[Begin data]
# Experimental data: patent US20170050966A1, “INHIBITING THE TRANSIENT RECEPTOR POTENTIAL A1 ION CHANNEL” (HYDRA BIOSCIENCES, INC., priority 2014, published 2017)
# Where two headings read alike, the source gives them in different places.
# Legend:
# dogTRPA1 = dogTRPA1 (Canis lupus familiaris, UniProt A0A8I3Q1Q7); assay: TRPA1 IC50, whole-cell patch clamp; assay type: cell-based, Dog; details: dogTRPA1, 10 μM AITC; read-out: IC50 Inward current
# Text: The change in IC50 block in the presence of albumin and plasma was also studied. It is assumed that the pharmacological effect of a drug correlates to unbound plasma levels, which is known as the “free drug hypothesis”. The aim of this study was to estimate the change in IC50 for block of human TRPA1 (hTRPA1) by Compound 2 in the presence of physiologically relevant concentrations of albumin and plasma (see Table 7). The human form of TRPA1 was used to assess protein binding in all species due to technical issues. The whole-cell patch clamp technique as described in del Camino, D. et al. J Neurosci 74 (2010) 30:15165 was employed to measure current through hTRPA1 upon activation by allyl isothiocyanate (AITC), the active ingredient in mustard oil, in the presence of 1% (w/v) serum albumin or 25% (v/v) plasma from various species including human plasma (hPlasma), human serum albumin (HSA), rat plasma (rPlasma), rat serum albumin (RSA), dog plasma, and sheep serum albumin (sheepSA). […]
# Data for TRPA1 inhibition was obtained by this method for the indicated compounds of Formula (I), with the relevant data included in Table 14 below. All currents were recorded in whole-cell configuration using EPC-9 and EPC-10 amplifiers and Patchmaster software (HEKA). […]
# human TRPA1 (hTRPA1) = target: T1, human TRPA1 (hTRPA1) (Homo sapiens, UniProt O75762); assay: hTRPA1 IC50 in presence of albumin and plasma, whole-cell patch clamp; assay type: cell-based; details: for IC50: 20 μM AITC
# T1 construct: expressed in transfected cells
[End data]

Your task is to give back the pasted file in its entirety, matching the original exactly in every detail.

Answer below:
# Experimental data: patent US20170050966A1, “INHIBITING THE TRANSIENT RECEPTOR POTENTIAL A1 ION CHANNEL” (HYDRA BIOSCIENCES, INC., priority 2014, published 2017)
# Where two headings read alike, the source gives them in different places.
# Legend:
# dogTRPA1 = dogTRPA1 (Canis lupus familiaris, UniProt A0A8I3Q1Q7); assay: TRPA1 IC50, whole-cell patch clamp; assay type: cell-based, Dog; details: dogTRPA1, 10 μM AITC; read-out: IC50 Inward current
# Text: The change in IC50 block in the presence of albumin and plasma was also studied. It is assumed that the pharmacological effect of a drug correlates to unbound plasma levels, which is known as the “free drug hypothesis”. The aim of this study was to estimate the change in IC50 for block of human TRPA1 (hTRPA1) by Compound 2 in the presence of physiologically relevant concentrations of albumin and plasma (see Table 7). The human form of TRPA1 was used to assess protein binding in all species due to technical issues. The whole-cell patch clamp technique as described in del Camino, D. et al. J Neurosci 74 (2010) 30:15165 was employed to measure current through hTRPA1 upon activation by allyl isothiocyanate (AITC), the active ingredient in mustard oil, in the presence of 1% (w/v) serum albumin or 25% (v/v) plasma from various species including human plasma (hPlasma), human serum albumin (HSA), rat plasma (rPlasma), rat serum albumin (RSA), dog plasma, and sheep serum albumin (sheepSA). […]
# Data for TRPA1 inhibition was obtained by this method for the indicated compounds of Formula (I), with the relevant data included in Table 14 below. All currents were recorded in whole-cell configuration using EPC-9 and EPC-10 amplifiers and Patchmaster software (HEKA). […]
# human TRPA1 (hTRPA1) = target: T1, human TRPA1 (hTRPA1) (Homo sapiens, UniProt O75762); assay: hTRPA1 IC50 in presence of albumin and plasma, whole-cell patch clamp; assay type: cell-based; details: for IC50: 20 μM AITC
# T1 construct: expressed in transfected cells